Lucky Number Slevin Review
By Joe Lozito
"Number" doesn't add up to much
Like a tremendous earthquake, "Pulp Fiction's" aftershocks continue to be felt along the fault line of the Hollywood gangster genre. And as is typical with duplication, the more you make copies of copies, the farther you get from the original. The latest entry in this crowded category, "Lucky Number Slevin", is populated with that same kind of quirky, hipster gangster that seems to pop up ever since Mr. Tarantino re-introduced John Travolta to the world. You know: the kind that shoot off their mouths as much as their guns.
The extremely likeable Josh Hartnett pushes his charm to the limit as Slevin, a wrong-man-in-the-wrong-place type of hero swept up in a gang war between The Boss (Morgan Freeman) and The Rabbi (Sir Ben Kingsley). It seems that both bad guys have their own reasons for thinking Slevin is who he isn't, and they each have a job for him to do. Since Mr. Hartnett's character is such a snarky wiseass, it's hard to care much about him, so the fun of the film is piecing together the whys and hows of the plot.
I never thought I'd say this about a movie starring Mr. Freeman and Mr. Kingsley, but Lucy Liu is the best thing about "Slevin". I mean, sure, Mr. Freeman and Mr. Kingsley give typically interesting performances. But, come on, they could make a movie about penguins
compelling. Oh wait, one of them already did that. But Ms. Liu, who usually chooses high-style low-substance roles ("Kill Bill"
, "Domino", "Charlie's Angels") sheds her typically icy persona and transforms into a cute, sexy, welcoming presence as Slevin's love interest. Her scenes breathe some much-needed life the proceedings.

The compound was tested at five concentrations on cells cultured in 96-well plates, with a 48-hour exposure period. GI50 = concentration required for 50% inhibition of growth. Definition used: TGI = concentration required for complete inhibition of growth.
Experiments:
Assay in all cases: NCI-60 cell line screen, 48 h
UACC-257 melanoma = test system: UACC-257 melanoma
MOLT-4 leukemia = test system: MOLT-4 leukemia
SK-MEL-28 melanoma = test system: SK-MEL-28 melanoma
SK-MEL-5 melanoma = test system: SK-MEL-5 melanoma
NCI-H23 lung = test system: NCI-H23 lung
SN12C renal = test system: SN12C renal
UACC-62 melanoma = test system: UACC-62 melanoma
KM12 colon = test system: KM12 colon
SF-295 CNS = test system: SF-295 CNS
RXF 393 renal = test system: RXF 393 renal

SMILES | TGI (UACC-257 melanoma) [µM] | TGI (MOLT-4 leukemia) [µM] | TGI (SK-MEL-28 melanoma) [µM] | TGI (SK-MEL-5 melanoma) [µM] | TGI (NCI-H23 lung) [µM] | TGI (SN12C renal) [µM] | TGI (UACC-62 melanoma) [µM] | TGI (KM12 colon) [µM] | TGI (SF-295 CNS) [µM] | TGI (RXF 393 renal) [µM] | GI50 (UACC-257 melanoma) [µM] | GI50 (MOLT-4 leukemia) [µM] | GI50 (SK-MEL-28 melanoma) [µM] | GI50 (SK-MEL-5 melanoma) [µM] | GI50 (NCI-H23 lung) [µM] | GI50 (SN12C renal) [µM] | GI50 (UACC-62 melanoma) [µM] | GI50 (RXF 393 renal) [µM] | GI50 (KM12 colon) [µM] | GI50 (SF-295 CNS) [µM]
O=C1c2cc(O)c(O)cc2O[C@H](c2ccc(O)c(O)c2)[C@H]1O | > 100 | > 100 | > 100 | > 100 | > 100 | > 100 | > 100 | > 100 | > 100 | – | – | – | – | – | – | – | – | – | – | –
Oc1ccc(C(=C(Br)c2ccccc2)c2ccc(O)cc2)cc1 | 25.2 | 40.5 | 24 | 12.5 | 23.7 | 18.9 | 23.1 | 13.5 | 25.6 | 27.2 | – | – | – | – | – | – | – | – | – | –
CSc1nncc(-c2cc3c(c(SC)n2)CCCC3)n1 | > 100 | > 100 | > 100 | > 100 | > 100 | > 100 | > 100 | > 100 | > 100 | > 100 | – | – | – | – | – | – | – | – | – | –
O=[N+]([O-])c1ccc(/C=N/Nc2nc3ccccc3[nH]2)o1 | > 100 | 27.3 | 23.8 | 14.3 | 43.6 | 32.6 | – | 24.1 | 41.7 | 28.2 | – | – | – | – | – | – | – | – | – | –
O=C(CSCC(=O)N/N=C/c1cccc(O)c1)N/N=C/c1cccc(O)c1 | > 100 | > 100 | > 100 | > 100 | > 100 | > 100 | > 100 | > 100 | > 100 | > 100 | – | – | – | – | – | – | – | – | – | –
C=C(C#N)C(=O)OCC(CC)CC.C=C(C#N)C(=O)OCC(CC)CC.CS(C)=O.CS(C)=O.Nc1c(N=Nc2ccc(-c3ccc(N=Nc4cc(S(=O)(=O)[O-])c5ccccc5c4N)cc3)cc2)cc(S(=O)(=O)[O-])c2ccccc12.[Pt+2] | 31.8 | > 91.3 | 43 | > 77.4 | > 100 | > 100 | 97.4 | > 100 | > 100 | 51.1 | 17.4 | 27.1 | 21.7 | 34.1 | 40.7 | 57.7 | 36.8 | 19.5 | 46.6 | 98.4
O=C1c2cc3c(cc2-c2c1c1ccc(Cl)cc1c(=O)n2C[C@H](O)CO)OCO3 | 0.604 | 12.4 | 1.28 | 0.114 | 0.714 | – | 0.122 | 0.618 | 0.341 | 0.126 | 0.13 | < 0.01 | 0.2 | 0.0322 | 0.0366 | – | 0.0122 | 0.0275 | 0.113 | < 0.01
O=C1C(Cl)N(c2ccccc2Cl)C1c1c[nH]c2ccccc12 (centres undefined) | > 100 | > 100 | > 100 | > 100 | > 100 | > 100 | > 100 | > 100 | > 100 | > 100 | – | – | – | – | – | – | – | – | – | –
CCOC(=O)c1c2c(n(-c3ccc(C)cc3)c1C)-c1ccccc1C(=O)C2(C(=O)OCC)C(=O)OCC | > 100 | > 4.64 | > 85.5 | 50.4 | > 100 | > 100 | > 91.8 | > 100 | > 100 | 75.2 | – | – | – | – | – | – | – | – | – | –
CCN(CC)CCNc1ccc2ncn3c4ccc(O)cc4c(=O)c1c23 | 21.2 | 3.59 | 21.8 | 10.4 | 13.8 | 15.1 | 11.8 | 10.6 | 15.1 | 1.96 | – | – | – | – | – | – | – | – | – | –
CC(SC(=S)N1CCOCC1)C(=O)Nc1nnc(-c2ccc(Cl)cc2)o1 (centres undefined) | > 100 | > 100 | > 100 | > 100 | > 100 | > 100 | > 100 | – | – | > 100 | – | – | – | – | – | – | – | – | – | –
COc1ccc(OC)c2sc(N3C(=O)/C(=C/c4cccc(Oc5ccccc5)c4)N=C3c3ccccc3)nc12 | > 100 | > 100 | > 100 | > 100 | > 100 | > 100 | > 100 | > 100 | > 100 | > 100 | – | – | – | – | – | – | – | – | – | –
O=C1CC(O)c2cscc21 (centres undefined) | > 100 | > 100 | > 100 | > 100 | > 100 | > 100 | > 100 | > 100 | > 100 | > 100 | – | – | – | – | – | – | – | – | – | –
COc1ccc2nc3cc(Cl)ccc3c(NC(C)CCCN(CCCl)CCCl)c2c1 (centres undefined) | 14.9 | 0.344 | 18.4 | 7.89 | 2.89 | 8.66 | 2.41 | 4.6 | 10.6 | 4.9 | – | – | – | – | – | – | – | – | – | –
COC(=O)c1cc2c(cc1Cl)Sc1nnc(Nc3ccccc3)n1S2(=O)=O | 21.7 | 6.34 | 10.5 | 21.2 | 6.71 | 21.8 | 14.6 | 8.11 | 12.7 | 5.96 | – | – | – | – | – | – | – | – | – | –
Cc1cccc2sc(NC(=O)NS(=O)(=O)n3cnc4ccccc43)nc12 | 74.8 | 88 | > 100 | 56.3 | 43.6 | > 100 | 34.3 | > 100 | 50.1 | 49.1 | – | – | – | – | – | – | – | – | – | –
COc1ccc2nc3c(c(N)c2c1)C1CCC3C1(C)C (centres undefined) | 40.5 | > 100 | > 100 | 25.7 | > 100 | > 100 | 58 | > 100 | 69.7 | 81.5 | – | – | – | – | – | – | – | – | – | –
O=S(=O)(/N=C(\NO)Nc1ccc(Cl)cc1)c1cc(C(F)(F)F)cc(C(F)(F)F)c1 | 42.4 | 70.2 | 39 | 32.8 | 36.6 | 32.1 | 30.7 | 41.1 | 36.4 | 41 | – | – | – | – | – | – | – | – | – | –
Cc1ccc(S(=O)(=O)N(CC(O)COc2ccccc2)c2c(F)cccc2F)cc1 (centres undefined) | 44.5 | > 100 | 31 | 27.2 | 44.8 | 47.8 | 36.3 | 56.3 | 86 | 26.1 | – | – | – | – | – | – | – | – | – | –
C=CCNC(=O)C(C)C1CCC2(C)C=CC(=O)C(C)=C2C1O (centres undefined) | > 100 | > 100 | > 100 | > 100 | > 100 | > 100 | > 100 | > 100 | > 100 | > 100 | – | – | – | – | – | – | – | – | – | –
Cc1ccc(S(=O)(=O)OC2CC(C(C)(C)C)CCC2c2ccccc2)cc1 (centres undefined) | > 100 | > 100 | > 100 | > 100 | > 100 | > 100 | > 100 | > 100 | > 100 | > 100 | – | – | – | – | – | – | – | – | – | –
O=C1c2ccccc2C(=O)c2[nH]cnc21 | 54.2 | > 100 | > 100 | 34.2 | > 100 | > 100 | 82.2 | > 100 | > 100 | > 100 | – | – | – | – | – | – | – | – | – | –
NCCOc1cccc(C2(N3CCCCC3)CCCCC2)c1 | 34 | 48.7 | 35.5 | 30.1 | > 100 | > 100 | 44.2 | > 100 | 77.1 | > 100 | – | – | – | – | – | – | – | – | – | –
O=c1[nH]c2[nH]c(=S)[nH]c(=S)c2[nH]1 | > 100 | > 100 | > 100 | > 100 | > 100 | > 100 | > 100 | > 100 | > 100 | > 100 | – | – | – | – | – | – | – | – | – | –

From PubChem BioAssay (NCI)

The script, by Jason Smilovic, is certainly pleased with itself. He even goes so far as to use the straight-out-of-film-school term "inciting incident". The double-crosses, clever flashbacks and cross-cutting dialogue are all in place. But when your summation scene - in which all the twists and turns are smoothed out and handed to the audience on a platter - takes longer to explain than it did to setup, you've got a problem. Yes, the plot makes sense, everything wraps up in a nice little package, but the surprises are not particularly surprising. I don't want to give anything way, but let's just say when you start a movie with a scene from 25 years ago, it's a good bet you'll be seeing some of those people again in the present day.
Director Paul McGuigan, who also worked with Mr. Hartnett on the similarly forgettable "Wicker Park" has a good time with the film's style, but he's just killing time. What people most forget about "Pulp Fiction" and its ilk is that the violence and the style were secondary. The characters are what mattered.
Sure, we love to see Mr. Willis playing a "world-class assassin" in one of those performances where his face barely moves from his trademark smirk, but I think it's time to put the wisecracking, pop culture-spouting gangsters on the shelf for a while. There are other gangster stories to tell, and right now "The Sopranos" are the reigning champions. I, for one, would welcome more copies of that.